Ashes 2021 tour diary: Australia name First Test team, Cummins head-scratcher, Anderson on the Gabba factor

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Mitchell Starc and Travis Head will fill the final two slots in Australia’s team (Getty Images)
Mitchell Starc and Travis Head will fill the final two slots in Australia’s team (Getty Images)

Standard Sport’s cricket correspondent Will Macpherson is in Australia covering the Ashes. Here’s his daily diary, keeping you up to date with all the goings on down under....

Australia show their hand

Joe Root says England are a long way from deciding their team, with decisions to make particularly at No6, and it is not certain who any of their bowlers will be. Root is leaving it until they have had a good look at the pitch and weather this week.

But four days out, Australia are confident enough to have named their XI. Having announced that Alex Carey would make his debut behind the stumps in place of Tim Paine, they had a couple of decisions to make.

The winners were Travis Head (over Usman Khawaja) and Mitchell Starc (over Jhye Richardson), giving the team an experienced look. No doubt England will be grateful that they can plan for exactly what is coming at them. Overall, it’s:

Australia: David Warner, Marcus Harris, Marnus Labuschagne, Steve Smith (vc), Travis Head, Cameron Green, Alex Carey (wk), Pat Cummins (c), Mitchell Starc, Nathan Lyon, Josh Hazlewood

Head-scratcher

An interesting choice of words from Pat Cummins, Australia’s new captain, on the reasoning behind Head’s selection.

“It’s great to have Uzzie [Khawaja] in the squad,” he said. “But Travis is playing a bit over the last two years, he’s gone away, churned out runs in England, in Australia, and we feel he’s good to go.”

This might be the first mistake Cummins, who appears a near-flawless human, has made for years. Head played for Sussex this summer where, in 11 first-class innings, he made 183 runs at an average of 18.3, with a top score of 49 not out (which came in the third innings to set up a declaration). In the interests of balance, he has “churned out runs” in Australia. This season, he is averaging 49.

Aussie balls

Ollie Robinson joined Mark Wood in falling foul of the more humourless (or perhaps clickbaity) corners of the Aussie media, who took another lighthearted comment wildly out of context (Robinson joked that “Aussie chat is pretty horrendous” in an excellent chat with reporters this weekend).

Robinson did say something else pretty interesting. He reckons this year’s batch of Kookaburra balls are a little more bowler-friendly than his previous experience in Australia, notably the Lions tour in early 2020 (when he took seven wickets in the only first-class game).

“I think last time the ball was slightly different,” he said. “There wasn’t as much lacquer on it as this time. The ball has felt like it has swung a bit more. That’s obviously a bonus for us.

“If the balls stay like that we feel like we can get early wickets and really get on top. [In the practice game] it did swing after lunch, when the ball was 25-30 overs old, which it probably hasn’t done in the past. I think it has changed a little bit, the lacquer feels a bit more like the Duke lacquer, and there’s a lot of positives to take from that.”

Behind enemy lines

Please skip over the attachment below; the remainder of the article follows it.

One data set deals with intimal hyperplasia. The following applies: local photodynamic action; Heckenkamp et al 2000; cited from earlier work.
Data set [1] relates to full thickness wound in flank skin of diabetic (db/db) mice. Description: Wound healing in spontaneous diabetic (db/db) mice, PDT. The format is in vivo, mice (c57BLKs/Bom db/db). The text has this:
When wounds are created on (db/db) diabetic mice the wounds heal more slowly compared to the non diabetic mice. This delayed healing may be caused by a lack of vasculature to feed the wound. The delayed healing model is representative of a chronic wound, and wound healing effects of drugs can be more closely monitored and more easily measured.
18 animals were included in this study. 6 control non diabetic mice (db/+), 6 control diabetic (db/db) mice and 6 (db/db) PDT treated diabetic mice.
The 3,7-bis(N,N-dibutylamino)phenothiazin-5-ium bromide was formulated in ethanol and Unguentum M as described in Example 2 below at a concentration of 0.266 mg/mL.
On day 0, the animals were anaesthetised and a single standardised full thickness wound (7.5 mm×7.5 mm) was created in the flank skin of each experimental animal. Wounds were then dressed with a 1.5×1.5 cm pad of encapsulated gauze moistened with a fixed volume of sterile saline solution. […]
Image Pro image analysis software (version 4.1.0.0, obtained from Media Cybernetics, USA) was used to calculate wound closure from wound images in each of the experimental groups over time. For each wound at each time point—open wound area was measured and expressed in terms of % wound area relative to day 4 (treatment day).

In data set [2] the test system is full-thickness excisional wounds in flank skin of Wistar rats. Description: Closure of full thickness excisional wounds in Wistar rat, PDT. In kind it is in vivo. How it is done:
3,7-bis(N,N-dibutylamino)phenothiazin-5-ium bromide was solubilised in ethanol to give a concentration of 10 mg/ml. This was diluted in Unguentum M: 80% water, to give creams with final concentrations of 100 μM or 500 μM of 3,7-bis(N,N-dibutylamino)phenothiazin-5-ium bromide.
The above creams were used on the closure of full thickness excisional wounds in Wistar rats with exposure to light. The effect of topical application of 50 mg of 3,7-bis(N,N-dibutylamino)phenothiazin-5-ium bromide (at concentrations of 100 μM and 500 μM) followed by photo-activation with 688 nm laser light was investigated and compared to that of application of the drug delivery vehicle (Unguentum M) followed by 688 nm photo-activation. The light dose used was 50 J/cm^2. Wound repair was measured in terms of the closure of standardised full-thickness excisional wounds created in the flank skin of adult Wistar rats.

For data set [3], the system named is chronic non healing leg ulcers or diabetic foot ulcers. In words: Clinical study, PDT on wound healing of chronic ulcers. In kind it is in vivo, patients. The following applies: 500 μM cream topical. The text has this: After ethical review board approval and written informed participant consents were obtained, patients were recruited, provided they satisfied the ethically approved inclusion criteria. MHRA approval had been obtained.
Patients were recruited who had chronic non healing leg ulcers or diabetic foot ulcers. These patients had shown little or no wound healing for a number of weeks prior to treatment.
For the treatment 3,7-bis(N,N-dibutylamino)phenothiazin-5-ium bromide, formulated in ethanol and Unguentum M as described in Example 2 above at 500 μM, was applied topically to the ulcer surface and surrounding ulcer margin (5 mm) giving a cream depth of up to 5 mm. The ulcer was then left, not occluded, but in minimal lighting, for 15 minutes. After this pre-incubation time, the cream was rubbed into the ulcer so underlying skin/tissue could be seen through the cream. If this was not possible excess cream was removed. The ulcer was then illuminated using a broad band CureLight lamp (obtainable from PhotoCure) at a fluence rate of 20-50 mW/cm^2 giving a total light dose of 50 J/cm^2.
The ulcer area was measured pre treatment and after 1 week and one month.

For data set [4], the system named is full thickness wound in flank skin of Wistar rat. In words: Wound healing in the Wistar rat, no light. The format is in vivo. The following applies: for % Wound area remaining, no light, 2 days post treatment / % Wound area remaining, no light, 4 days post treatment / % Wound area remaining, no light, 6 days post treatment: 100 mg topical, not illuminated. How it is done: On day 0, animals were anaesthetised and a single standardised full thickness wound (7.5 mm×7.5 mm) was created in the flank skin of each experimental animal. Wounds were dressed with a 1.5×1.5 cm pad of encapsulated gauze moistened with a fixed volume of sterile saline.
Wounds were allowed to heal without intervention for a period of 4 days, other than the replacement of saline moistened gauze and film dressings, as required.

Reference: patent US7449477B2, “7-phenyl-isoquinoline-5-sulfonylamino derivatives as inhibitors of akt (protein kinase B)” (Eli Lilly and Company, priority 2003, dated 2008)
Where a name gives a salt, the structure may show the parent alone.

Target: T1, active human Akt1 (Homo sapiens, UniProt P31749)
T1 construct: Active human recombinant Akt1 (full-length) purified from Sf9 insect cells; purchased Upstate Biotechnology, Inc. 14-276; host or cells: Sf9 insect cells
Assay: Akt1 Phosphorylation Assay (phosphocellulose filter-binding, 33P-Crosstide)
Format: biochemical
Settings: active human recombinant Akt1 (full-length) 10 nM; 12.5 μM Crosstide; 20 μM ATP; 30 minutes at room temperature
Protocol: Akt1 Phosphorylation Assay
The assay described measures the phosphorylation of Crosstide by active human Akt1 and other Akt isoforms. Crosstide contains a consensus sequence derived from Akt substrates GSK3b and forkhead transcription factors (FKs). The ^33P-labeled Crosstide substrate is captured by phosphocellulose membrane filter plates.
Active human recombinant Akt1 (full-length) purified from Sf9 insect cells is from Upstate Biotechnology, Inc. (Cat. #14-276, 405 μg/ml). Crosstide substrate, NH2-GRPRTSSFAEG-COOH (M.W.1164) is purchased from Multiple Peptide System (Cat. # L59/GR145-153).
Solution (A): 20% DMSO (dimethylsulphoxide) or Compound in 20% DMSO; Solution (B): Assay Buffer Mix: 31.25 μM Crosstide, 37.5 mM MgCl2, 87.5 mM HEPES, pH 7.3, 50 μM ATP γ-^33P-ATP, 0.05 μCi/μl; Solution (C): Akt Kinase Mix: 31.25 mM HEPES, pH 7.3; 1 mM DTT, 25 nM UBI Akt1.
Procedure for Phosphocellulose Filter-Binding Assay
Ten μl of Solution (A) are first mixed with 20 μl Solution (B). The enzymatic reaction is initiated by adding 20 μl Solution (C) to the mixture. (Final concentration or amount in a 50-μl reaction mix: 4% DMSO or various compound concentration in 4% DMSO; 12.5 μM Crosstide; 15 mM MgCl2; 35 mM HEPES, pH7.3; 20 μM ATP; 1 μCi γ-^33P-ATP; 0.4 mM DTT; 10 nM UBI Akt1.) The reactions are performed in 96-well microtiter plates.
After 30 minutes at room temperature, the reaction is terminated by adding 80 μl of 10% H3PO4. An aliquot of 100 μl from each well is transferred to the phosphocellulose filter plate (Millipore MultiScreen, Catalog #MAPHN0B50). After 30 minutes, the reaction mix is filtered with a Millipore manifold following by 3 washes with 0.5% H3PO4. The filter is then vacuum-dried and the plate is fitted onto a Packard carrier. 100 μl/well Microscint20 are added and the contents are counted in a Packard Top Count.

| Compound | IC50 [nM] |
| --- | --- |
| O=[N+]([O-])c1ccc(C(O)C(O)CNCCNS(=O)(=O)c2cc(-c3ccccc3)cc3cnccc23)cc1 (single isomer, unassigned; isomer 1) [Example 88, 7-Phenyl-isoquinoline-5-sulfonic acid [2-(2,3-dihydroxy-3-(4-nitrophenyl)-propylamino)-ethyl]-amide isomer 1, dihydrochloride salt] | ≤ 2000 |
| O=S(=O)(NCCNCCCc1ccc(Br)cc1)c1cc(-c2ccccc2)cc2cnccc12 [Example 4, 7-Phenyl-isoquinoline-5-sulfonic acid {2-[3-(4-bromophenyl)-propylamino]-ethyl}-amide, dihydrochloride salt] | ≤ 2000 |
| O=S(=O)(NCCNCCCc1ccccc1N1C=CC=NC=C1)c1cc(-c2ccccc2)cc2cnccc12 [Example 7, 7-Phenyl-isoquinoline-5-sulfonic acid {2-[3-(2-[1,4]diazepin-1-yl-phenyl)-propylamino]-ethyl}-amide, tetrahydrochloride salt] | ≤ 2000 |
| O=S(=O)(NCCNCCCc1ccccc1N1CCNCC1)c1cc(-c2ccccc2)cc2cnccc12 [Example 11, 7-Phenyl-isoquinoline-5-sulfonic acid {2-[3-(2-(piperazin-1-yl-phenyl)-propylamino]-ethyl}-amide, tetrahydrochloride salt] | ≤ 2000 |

Australia’s bowlers might want to have a chat with their batting coach to get some tips on England’s batters. Michael Di Venuto coached Surrey for three years, giving him a front-row seat to the development of Rory Burns, the club captain and England opener, and Ollie Pope, to whom he gave a first-class debut. He will know every little weakness they might have.

“I worked closely with Diva for the first three years of my professional career,” said Pope. “He was great for me, I spent a lot of time with him. He was head coach, but also batting coach.

“I picked his brains as much as I could about out here, but also just batting. He gave me that confidence in the Surrey to team to bed me in the middle order, which got me an England go as well. I owe a lot to him, but I doubt he’ll be giving too much away if I catch up with him.”

Michael Di Venuto in his Surrey days (Getty Images)
Michael Di Venuto in his Surrey days (Getty Images)

The Gabbatoir is dead

The Gabba has a greater aura than any other ground on the schedule for this series, although things went infamously wrong for Australia last year, when India won after Tim Paine’s witless sledge to Ravi Ashwin. Still, England haven’t won there since 1986.

Jimmy Anderson has been in the England squad for three defeats and a series-shaping draw there, but thinks the venue’s history is irrelevant.

“There’s so many grounds where you think it matters what’s gone on in the past. But really, it doesn’t matter at all,” he said on Tailenders. “We’ve seen Australia get beaten there, India won last time. It’s not the fortress it used to be. I don’t think it matters what’s happened there before, it matters how we perform in the five days coming up.

Does The Gabba no longer hold the same fear factor? (Getty Images)
Does The Gabba no longer hold the same fear factor? (Getty Images)

“We’ve got plenty of guys who haven’t played at the Gabba, which I think is a good thing. Those of us who have use what we know works there and try to implement that and play better than we have in the past.”

Soft launch

The build-up to this series has been pretty shambolic, bedevilled by logistical nightmares. So it seemed fitting that the official series launch – where players talk to the media and Cricket Australia unveiled a typically garish 10-foot Urn – was a shambolic affair.

Hardly any media have been able to get to Brisbane, but the event was barely audible for those logging in on Zoom.

Read More

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